Dollar Spot: Grass’ Constant Enemy

OSU Ext. Dollar Spot

Dollar Spot

Amanda Folck, Sustainable Plants Systems: Turfgrass Science

Grass is constantly around us. We walk, play, lay or work everyday on this wonderful plant. Many people do not know that grass is like any type of plant grown for aesthetic purpose. Grass can get disease too! Dollar spot is an actual disease that can affect any grass area, from your favorite sports fields to possibly your own back yard. But what causes dollar spot and how to manage this disease?

According to the Ohio State University (OSU) Extension Factsheet, a fungus called Sclerotinia homoeocarpa causes dollar spot. It can affect certain grasses like creeping bentgrass, which is grown mostly in golf courses, to Kentucky bluegrass. Dollar spot occurs when the temperature is warm, 60 to 85 degrees Fahrenheit, along with prolonged periods of wetness due to a variety of weather conditions. The name dollar spot comes from the damage the disease causes on the grass, with its yellow spots, which are circular spots with a 1-2 inch diameter (similar size to a silver dollar coin).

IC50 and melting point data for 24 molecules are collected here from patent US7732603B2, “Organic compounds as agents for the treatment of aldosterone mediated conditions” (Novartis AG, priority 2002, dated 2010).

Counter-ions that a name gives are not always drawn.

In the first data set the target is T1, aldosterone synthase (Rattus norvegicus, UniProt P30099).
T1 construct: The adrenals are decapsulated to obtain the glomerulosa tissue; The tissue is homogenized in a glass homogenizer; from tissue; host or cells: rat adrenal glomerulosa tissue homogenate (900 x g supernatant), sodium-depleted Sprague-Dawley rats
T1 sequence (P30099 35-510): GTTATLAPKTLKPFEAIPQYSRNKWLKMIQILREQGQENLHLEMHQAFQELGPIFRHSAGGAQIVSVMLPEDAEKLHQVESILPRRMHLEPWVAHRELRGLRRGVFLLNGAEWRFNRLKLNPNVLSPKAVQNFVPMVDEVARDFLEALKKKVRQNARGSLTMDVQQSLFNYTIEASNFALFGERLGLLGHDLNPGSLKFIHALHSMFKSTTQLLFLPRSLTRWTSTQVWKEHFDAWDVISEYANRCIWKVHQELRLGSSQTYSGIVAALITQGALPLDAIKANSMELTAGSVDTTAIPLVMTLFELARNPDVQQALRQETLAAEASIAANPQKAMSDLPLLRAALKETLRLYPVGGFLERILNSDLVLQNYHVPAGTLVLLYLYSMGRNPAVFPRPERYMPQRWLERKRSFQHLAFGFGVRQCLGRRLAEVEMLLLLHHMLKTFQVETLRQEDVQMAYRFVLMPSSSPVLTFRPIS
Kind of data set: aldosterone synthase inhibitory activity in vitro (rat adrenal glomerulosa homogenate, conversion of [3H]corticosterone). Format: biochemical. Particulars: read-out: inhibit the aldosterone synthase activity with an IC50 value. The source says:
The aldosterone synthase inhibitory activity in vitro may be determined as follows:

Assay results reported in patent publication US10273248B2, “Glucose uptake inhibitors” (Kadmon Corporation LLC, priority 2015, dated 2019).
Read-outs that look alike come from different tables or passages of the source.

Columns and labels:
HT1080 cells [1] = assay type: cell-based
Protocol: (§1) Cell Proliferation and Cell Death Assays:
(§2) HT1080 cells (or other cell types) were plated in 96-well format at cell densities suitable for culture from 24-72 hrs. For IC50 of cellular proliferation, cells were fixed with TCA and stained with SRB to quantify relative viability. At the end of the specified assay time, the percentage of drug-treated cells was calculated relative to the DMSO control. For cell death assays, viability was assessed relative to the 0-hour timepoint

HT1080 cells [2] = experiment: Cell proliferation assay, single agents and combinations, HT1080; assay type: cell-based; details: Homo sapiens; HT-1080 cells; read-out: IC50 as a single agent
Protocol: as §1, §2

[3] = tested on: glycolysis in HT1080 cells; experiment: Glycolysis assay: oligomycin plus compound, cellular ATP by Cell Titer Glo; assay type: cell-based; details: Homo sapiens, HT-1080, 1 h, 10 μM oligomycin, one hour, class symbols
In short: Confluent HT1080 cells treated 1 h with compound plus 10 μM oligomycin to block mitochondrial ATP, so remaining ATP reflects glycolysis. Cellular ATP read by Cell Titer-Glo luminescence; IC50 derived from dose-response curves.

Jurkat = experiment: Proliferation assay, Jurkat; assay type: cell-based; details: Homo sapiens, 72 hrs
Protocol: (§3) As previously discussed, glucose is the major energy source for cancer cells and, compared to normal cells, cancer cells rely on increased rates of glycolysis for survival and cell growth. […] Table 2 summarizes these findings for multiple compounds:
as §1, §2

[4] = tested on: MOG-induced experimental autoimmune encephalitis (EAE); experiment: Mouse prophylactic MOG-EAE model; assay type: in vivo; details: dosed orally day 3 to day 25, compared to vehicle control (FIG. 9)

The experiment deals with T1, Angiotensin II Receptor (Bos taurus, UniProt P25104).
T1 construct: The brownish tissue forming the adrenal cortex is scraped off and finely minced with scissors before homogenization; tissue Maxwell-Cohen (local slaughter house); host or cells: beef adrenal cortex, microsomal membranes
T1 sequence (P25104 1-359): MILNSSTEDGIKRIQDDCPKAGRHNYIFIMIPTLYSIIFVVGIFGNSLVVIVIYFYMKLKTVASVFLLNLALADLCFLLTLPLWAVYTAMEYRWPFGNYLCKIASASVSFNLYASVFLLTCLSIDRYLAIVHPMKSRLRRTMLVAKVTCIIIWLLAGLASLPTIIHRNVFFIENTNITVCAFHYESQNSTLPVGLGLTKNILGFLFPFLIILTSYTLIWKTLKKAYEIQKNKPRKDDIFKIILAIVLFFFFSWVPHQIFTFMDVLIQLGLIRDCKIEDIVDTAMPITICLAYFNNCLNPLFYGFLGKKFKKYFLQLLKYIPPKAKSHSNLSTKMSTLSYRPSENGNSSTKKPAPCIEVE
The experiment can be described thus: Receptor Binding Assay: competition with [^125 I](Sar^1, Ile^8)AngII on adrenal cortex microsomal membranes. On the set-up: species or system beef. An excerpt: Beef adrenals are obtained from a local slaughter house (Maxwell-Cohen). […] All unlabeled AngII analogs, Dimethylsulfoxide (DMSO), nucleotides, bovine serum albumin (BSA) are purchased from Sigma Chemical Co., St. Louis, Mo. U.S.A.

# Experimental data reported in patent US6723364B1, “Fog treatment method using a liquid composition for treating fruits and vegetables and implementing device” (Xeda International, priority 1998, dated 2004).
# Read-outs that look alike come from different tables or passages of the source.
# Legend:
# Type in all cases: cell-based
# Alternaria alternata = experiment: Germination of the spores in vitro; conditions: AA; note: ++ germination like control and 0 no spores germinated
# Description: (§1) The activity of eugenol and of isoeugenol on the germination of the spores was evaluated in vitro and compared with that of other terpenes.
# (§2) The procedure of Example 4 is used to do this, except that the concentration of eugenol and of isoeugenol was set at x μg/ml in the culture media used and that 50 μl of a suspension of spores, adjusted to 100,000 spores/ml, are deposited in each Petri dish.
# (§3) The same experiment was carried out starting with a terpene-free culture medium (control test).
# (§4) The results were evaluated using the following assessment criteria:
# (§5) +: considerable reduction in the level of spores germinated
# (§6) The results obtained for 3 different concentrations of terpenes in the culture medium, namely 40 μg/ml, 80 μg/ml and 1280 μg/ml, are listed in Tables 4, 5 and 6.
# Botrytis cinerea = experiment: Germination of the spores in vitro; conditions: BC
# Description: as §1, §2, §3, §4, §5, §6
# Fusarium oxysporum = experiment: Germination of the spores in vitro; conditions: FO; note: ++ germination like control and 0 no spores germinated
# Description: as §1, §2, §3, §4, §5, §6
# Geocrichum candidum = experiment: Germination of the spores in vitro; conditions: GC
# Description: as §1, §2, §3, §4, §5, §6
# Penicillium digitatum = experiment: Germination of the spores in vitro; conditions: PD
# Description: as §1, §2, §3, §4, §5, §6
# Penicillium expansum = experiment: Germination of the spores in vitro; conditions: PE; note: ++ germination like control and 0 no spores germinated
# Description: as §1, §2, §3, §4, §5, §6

Here are some steps to manage the disease, according to the OSU Extension Factsheet:

  1. Buy cultivated seed that is genetically bred to not allow dollar spot.
  2. Cultural practices that include a fertilizer program with increased amount of nitrogen, can help decrease dollar spot. Other practices include not overwatering the grass and only watering the grass when the conditions are dry. The disease avoids dry areas and usually grows on very wet areas on grass.
  3. Chemical treatment can be used to help get rid of dollar spot, if treated early.

This blog post was an assignment for Societal Issues: Pesticides, Alternatives and the Environment (PLNTPTH 4597). The views expressed are those of the author and do not necessarily reflect the views of the class, Department of Plant Pathology or the instructor.

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